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The Daily Wildcat

The Daily Wildcat


Moline hurdles over mental blocks

Chuck Myers/MCT
Georganne Moline of the USA takes the stretch run of a semifinal for the women’s 400m hurdles at Olympic Stadium, during the 2012 Summer Olympic Games in London, England, Aug. 6, 2012. Moline finished second in the semifinal and qualified for the final. This past season, Moline ran her personal best of 53.14 seconds and placed fifth overall at the U.S. Nationals.

Arizona track and field alumna, Georganne Moline, became a 2012 Olympian in the 400-meter hurdles during her junior in college. After a successful colligate career, Moline continued to run professionally for Nike. 

It took four years of persistence and hard work to finally beat her 2013 personal record time of 53.72 seconds. In her fastest 400-meter hurdle race of all time at the 2017 U.S.A. Nationals, Moline ran an impressive 53.14 seconds.

Moline has always been a champion winning the state champion in the 100-meter hurdles and 300-meter hurdles in her junior and senior year at Thunderbird High School in Phoenix, Ariz.  Following her high school success, she decided to run for Arizona track and field coach Fred Harvey. Even after Moline’s colligate career ended, Harvey continues to coach her as she trains in Tucson. 

“I just knew he [Harvey] truly believed in me, no matter what. He was going to help get me to where I wanted to go,” Moline said.

She spent her first two years of college battling injuries and not taking her role as an athlete seriously. After a talk with Harvey about changing to a healthier diet in order to heal her body, Moline made major lifestyle changes.

“I went to bed early. I got eight to nine hours of sleep every single day,” Moline said. “I ate the exact same thing for breakfast, lunch and dinner. I was just so on top of everything.”

Moline spent the following season undefeated, up until the 2012 NCAA Championships. Due to her knee injury, she never used starting blocks. However, at the NCAA Championships runners were required to use starting blocks, including Moline, who ended up falling due to the blocks. 

Looking back now, Moline sees the fall as a blessing. She thought her season was over after that meet, but Harvey pushed her and told her it was time to prepare for the Olympic Trials.

Moline thought that there was no way she was prepared enough for the Olympics, but she went into the finals thinking she had nothing to lose.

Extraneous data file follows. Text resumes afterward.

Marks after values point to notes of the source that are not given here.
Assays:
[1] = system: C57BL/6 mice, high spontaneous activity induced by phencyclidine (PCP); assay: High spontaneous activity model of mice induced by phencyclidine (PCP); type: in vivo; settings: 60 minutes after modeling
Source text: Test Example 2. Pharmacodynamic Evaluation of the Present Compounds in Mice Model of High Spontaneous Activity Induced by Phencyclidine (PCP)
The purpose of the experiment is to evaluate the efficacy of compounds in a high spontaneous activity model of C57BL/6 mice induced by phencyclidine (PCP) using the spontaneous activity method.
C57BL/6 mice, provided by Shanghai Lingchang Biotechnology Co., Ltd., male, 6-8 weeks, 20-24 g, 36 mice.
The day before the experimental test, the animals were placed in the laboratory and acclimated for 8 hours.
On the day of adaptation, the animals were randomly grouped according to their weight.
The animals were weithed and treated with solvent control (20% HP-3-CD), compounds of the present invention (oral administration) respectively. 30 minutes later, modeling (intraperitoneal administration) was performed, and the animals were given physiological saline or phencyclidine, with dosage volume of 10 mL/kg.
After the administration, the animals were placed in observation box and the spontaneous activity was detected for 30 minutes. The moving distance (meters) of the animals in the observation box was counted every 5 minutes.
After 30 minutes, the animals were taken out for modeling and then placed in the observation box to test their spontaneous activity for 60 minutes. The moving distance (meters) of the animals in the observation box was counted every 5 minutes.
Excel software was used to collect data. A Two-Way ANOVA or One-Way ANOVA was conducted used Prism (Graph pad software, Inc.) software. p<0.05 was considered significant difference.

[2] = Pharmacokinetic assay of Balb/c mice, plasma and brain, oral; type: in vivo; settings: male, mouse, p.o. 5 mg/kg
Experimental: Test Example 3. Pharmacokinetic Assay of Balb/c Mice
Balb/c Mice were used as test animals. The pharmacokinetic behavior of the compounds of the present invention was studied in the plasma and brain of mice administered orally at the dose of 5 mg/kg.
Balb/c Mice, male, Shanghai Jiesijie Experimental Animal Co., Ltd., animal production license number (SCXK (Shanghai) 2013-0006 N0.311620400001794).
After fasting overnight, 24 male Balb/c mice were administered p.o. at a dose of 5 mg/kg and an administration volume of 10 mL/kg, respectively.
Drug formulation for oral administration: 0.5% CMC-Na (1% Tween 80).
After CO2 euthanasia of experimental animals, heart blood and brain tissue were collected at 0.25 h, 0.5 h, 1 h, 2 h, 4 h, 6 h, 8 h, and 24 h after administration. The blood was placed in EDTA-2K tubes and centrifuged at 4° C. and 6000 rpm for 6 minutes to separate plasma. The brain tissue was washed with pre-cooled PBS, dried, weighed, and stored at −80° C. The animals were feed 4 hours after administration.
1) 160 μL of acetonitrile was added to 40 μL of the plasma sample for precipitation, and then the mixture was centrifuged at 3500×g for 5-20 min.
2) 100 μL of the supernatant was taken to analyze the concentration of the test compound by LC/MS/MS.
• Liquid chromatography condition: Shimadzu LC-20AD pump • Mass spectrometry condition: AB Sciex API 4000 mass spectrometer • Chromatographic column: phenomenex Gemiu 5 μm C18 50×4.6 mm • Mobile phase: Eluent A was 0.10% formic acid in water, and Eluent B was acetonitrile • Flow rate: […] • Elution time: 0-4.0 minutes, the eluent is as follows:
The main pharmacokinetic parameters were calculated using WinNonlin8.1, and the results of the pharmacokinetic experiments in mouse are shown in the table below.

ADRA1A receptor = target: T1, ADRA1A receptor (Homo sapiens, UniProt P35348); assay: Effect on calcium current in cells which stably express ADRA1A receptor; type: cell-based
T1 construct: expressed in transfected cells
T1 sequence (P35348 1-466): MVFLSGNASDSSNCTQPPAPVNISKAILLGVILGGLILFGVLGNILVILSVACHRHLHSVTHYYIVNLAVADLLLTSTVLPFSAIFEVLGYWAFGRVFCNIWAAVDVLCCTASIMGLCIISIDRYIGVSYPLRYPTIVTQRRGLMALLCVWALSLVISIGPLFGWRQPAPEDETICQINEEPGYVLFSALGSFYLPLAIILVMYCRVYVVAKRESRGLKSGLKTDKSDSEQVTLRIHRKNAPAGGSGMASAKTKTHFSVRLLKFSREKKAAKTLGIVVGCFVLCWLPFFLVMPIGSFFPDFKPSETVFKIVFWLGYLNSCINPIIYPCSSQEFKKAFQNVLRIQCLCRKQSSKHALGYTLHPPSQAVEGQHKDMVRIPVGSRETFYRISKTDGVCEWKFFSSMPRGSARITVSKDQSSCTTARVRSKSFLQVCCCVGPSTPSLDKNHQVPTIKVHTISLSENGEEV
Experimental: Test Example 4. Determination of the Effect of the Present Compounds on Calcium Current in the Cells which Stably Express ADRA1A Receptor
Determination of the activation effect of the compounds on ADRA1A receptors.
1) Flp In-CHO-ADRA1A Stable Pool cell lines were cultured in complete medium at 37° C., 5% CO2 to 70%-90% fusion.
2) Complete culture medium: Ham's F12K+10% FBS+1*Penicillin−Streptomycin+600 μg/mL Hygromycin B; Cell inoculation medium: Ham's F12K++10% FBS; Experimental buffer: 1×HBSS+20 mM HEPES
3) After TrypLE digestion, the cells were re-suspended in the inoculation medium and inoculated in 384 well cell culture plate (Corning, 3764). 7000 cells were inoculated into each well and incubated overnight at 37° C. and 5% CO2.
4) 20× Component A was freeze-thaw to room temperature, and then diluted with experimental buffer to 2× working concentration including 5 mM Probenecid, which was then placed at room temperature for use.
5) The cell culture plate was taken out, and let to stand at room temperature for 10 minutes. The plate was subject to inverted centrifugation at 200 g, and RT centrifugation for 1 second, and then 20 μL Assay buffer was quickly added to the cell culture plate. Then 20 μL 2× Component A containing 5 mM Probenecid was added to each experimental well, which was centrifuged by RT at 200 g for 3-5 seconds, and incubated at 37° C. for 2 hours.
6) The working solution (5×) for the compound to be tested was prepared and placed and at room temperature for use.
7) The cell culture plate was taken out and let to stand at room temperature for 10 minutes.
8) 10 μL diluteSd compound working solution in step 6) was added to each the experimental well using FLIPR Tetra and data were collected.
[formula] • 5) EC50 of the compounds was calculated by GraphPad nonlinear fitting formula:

Placing second, Moline ended up making the 2012 USA Olympic Team. Moline went on to compete in her first Olympic Games in London, England where she placed fifth overall.

During her senior year at the UA in 2013, Moline continued to train and ran another personal best of 53.72 seconds. After her time as a Wildcat, Moline decided to continue running professionally and signed a sponsorship deal with Nike.

Moline was unable to beat her personal best of 53.72 for four years making it the hardest years of her life mentally. Even though she was consistently ranked within the top seven in the world, she wanted to quit her passion of running. Moline decided to quit two years ago for only a week before changing her mind.

“It was a mental battle for me for years,” Moline said. “I know that it was the reason why I wasn’t capable of getting a personal record.”

The pressure became too much for her until she realized that all the pressure she felt was pressure she put on herself. 

“I didn’t want to let coach Harvey down, my mom, my sponsors. It was really a hard time for me,” she said.

Moline had convinced herself that she really didn’t love track anymore, but her support system consisting of her mom, Harvey and family helped make her realize that she does love it after all.

“I’m never going to let anyone down. People that really love me and love me for who I am, I could never let them down,” Moline said. 

This past season, Moline had the race of her life. Not only was it the USA Nationals, but it was also the trials to make the World Championship team. She had very strong races in the first two rounds of qualifying and described it as if she was “running on clouds”.

“If you go out there, you’re going to win. And if you don’t win, they’re going to have to run record fast to beat you. I’m telling you you’re ready,” Harvey said to Moline before the finals. 

And that was exactly what happened.

Moline ran her personal best of 53.14 seconds and placed fifth overall. That was the fastest women’s 400-meter hurdle race of all time and was the best race of Moline’s life, not just physically, but also mentally.

Looking ahead to the 2018 outdoor track season, Moline wants to have the No. 1 time in the world all year long. He goal is to start the season strong, break 53 seconds and win the USA National title. For the indoor season, Moline wants to make the USA National team in the 400-meter and compete at the World Indoor Championships.

Moline realized that running is her passion and won’t let her mind get in the way of what she is best at. The pressure is off and the UA alum is ready to hit the track once again. 

Follow Teagan Rasche on Twitter

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